How To Be Productive During The Lockdown?

Meghana Mathew

2 mins

Julius Caesar once said, “No one is so brave that he is not disturbed by something unexpected”. While he probably referred to the tactics of battle, it somehow grasps the narrative of today’s scenario.


We didn’t grow up thinking of a pandemic as a reality; that was always limited to fiction or history.


While people all over the globe face their own set of problems, people like me are in a particular fix. People like me, recent graduates, had thought their future through, charted out a seemingly fool-proof plan of action and maybe had already stepped one foot through the door. Full of enthusiasm and a tinge of fear, we were (or convinced ourselves that we were) ready to take on the “real world.”

Except that the real world got just a little too real.


It took me a while to come to terms with the fact that my job prospects are close to nonexistent and that my career will not take its flight any time soon. In fact, I sometimes still catch myself denying it. The stress of landing a job is always looming, the anxiety is available in surplus and the fear of disappointment is now my nemesis.


However, the one thing that is keeping me sane at such a time is keeping my mind occupied by doing various activities, i.e, to be productive, with no hard and fast rule that said activities must be under my expertise. In no way is one outrightly expected to be productive at such a time, but it remains a way to keep yourself from spiraling into negative spheres. I wouldn’t say I’ve mastered the art of productivity, but I’ve learned a thing or two.


Your hobbies can be treated in two ways:

  • to continue treating it as one.
  • to turn it into something slightly more substantial.


For example, my hobbies include reading and baking. Assessing these two based on what they could be, reading comes under (A) and baking under (B). And so began my little venture of selling home-baked goods within my locality. I wouldn’t call it a full-fledged business, but as mentioned earlier, it’s substantial. At this point, I would like to make clear the fact that reading did not take a back seat due to baking; Giving to one must not take away from the other. There are 24 hours in a day to do both, and God knows I’m not sleeping before 3 AM.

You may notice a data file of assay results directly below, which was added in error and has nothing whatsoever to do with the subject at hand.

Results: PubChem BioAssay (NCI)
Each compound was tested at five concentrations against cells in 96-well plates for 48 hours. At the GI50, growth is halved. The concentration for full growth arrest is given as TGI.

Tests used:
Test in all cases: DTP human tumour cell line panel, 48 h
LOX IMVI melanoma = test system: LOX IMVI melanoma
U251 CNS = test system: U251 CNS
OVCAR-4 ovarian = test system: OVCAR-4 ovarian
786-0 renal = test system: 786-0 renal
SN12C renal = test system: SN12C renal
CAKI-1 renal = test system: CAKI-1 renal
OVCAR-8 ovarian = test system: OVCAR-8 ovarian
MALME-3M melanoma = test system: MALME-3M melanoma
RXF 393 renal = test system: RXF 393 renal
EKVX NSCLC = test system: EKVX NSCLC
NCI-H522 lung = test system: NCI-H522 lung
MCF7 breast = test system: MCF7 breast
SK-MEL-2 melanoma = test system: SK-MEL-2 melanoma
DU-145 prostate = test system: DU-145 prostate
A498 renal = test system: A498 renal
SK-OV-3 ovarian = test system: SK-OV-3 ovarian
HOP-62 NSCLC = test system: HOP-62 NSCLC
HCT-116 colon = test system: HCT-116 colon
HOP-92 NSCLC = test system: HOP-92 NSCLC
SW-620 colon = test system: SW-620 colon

I have understood that my career is experiencing a monstrous setback but after a lot of self-wallowing and pity, I’m at a point where I’m able to look at it from a perspective that tells me to use this time to better my portfolio. Taking relevant courses and carrying out activities related to your field of desire will always, always push you towards where you want to be. This is the time to fill your CV with those sought-after skills which not only show off your capabilities, but also the fact that you tried to make the best of a bad situation.


Sharpening the skills you possess is not all you must aim for. A new pursuit, however small can help you remain on your toes. I say this because I began painting under the influence of my artistically inclined sister. I would like to believe my artwork would put even Van Gogh to shame, but my family believes otherwise. My point here is that I do not see my time spent painting as a waste, in fact, quite the opposite. It demands my focus, forces me to think creatively, coerces me into finding a way to correct my mistakes, all while I create something to call my own. The results are not substantial as they are in my baking stint, but then again, Rome wasn’t built in a day.


The good thing about productivity is that it does not demand continuity— you could begin an activity today and feel the need to take a break tomorrow. As long as you continue it the day after, you’re on the right track. I feel I’ve decoded productivity in a pandemic relatively well... now if only I could turn this into a job.


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